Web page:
Alessandro Achilli: Changes of Kiev’s Image in Contemporary Ukrainian Poetry

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Dr. Alessandro Achilli is Lecturer in Ukrainian Studies and Director of the Mykola Zerov Centre for Ukrainian Studies at Monash University in Melbourne, Australia. His research interests include modern and contemporary Ukrainian literature, with special attention to poetry, and comparative literature.


About Dr. Achilli’s lecture:

In contemporary Ukrainian poetry, the urban text is once again linked to the war text. Ukrainian poets tend to represent Kyiv as both distant from the battle front and as part of it, given the visible and invisible traces left by the Revolution of Dignity. I shall show how contemporary poetry has redefined the image of Kyiv as a synecdoche for today’s Ukraine, situating the city at the crossroads of war and peace, and of past, present and future. Before focusing on most recent Ukrainian poetry through examples taken from collections by Pavlo Korobchuk and Iia Kiva, I will also discuss instances of a more traditional depiction of Kyiv in Ukrainian poetry of the 1990s through the example of Attyla Mohyl’nyi.

A Presentation is available for this lecture ( pdf document / powerpoint document ).


2 Kommentare

  • Было очень интересно послушать и весь доклад, и посмотреть на свои тексты глазами Алессандро в той части, что касается анализа двух моих стихотворений. Я только сейчас обратила внимание, что в обоих текстах есть слово „довоенный“, и это в некотором смысле их объединяет, хотя в первом случае речь о Второй мировой, а во втором — о войне сегодняшней. Русско-украинская война действительно во многом влияет на переосмысление Второй мировой, наративов и памяти о ней. А освоение нового для меня киевского пространства совпало с размышлениями об этих двух войнах, которые очень по-разному присутствуют в географическом и культурном ландшафте Киева.

  • Comment on Alessandro Achilli’s lecture by Anna Fees

    In his paper, Alessandro Achilli depicts an image of Kyiv between war and peace, created by several contemporary Ukrainian poets. At the beginning of his lecture, Achilli defines the time frame of contemporary Ukrainian poetry: from 1991 until today, and from the Euromaidan revolution and the beginning of the War in Donbas up to the present day. Accordingly, this classification informed, the choice of the poets for his lecture. All three poets (Attyla Mogyl’nyi, Pavlo Korobchuk, and Iya Kiva are urban poets and their poetry represents a Kyivan urban space.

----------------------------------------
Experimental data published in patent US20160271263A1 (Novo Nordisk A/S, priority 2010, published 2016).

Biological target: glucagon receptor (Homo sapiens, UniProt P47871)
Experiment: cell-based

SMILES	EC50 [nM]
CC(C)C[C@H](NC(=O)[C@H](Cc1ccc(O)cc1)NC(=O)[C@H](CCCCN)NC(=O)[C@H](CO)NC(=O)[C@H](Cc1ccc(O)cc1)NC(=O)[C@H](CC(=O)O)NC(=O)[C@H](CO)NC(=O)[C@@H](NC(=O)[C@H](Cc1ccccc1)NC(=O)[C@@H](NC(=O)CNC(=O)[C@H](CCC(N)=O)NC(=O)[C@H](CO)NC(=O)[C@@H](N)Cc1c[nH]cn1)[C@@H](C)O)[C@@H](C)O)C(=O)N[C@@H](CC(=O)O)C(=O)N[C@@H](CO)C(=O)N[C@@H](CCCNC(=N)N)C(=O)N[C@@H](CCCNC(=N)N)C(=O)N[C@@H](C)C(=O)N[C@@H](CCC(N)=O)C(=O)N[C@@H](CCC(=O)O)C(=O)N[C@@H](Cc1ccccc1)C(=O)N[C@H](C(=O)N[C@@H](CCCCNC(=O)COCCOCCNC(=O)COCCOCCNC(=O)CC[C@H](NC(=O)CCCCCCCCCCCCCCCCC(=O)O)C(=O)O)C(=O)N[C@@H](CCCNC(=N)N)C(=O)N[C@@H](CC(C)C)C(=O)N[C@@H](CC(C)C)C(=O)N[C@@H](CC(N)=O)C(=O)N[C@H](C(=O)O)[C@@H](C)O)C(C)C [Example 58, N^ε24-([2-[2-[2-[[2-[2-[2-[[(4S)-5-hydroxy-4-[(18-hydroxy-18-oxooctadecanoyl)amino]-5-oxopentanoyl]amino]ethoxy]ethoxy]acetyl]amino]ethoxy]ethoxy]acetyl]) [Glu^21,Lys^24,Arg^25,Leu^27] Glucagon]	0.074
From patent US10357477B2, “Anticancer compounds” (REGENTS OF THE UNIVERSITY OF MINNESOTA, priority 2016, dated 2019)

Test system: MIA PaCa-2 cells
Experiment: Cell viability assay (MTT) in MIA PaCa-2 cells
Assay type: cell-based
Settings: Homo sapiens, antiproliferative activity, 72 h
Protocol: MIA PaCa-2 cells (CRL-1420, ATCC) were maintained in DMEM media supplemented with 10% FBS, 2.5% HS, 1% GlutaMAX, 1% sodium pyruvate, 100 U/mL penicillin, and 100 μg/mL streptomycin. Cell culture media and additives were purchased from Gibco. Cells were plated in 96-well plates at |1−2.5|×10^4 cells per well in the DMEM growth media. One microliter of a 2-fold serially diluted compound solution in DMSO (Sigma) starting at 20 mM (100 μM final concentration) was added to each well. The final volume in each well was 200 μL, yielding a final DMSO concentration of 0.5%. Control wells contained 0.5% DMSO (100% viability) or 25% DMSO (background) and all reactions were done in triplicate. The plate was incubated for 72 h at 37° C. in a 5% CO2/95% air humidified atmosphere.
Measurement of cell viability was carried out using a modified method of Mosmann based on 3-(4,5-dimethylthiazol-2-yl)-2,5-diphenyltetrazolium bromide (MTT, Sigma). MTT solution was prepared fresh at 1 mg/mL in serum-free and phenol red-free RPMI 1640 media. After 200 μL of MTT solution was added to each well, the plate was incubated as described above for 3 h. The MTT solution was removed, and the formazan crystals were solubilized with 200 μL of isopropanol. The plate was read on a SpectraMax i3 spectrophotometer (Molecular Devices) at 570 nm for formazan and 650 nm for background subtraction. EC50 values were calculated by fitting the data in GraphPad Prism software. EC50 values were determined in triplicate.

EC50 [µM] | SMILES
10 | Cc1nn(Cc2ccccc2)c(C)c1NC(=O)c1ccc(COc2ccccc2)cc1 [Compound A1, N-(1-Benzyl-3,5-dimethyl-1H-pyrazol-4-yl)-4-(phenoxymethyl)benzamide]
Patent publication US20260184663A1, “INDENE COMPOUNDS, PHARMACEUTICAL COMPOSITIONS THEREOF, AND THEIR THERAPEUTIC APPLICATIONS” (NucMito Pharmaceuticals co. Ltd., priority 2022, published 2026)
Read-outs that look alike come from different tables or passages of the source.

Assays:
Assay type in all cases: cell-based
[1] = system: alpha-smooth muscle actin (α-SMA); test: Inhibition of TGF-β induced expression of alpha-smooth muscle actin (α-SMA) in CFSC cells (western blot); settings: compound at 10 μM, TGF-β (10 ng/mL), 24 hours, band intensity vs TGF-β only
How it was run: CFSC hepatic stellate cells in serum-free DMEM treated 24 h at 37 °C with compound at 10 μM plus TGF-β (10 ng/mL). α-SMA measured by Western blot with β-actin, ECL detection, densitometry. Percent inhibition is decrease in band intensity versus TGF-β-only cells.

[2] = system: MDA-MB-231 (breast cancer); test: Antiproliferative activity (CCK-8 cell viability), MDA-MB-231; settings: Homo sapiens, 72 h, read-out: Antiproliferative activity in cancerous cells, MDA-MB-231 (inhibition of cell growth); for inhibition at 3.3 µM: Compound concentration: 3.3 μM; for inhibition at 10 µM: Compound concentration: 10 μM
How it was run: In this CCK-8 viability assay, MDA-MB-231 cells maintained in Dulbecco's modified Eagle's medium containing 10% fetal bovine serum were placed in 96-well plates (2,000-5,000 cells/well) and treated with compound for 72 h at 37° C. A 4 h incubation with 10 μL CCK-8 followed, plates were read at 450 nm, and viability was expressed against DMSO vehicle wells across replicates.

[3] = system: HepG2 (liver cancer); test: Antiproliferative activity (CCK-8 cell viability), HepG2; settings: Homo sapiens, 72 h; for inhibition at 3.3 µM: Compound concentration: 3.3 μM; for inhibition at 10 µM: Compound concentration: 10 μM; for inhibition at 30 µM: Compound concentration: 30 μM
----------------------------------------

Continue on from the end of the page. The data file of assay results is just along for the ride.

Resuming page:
The first poet mentioned in the paper is Attyla Mogyl’nyi (1963-2008). His poetry represents the life of an individual and a society within the urban space of Kyiv during the 1970s and -1980s. The two poems chosen for analysis introduce a sense of community in the late Soviet and early Post-Soviet city as well as the traditional image of Kyiv as an ancient Slavic city with its historic roots (“The garden over Vydubychi, / The Varyag princess / In Slavic fur” ). These motifs would become extremely important for contemporary Ukrainian poets after 2014.

    The second poet in the lecture is Pavlo Korobchuk (b. 1984) who is originally from the Western part of Ukraine but has been living in Kyiv since ten or twelve years already. As many other contemporary Ukrainian poets, Korobchuk started writing political or revolutionary poetry during the Euromaidan revolution. It took place in Kyiv during four months between 2013-2014 and brought a state of war to the capital of Ukraine. Korobchuk’s poem “Poem on the Uprising on Hrushevsky Street” (2014) was written in the midst of the revolution showing battle scenes in the center of the city. It also includes a sense of community as depicted in the poems by Mogyl’nyi. The speaker of the poem is represented by a collective “you” that share a battle together: “now you’re fighting there, where you’re unable to die, / you run through the square among hot shell casings, / and you’re throwing cobbles, which express a clear / political stance, and help you hold back your tears” . The war which was represented through the revolution changed the topos of Kyiv and has become part of its texture. Achilli argues in his paper, that the war has changed Kyiv and its self-perception for good.

    The third poet, Iya Kiva (b. 1984), comes from Donetsk, situated in the Eastern part of Ukraine and is a bilingual writer. She is an internally displaced person who moved to Kyiv after the beginning of the War in Donbas in 2014. Through her traumatic experiences of displacement, she reconnects with history and tragic events in Kyiv in her poetry. She refers to the urban space of Kyiv where the Euromaidan took place and compares it to the urban space of the Second World War. Such tragic historic events as war, Babyn Yar, and displacement have impacted the poetics of Iya Kiva.

    Although Kyiv is not the center of the War, which takes place 700 kms away, in the East of Ukraine, it has experienced many killings during the Euromaidan, and the impact of the War has massively changed the city’s image. Contemporary Ukrainian poets reacted immediately on the political events after 2014 and created a new “old” genre of poetry – war or revolutionary poetry in the city of Kyiv. Eventually, Alessandro Achilli’s paper shows three excellent examples of contemporary Ukrainian poets who write about the city between war and peace.

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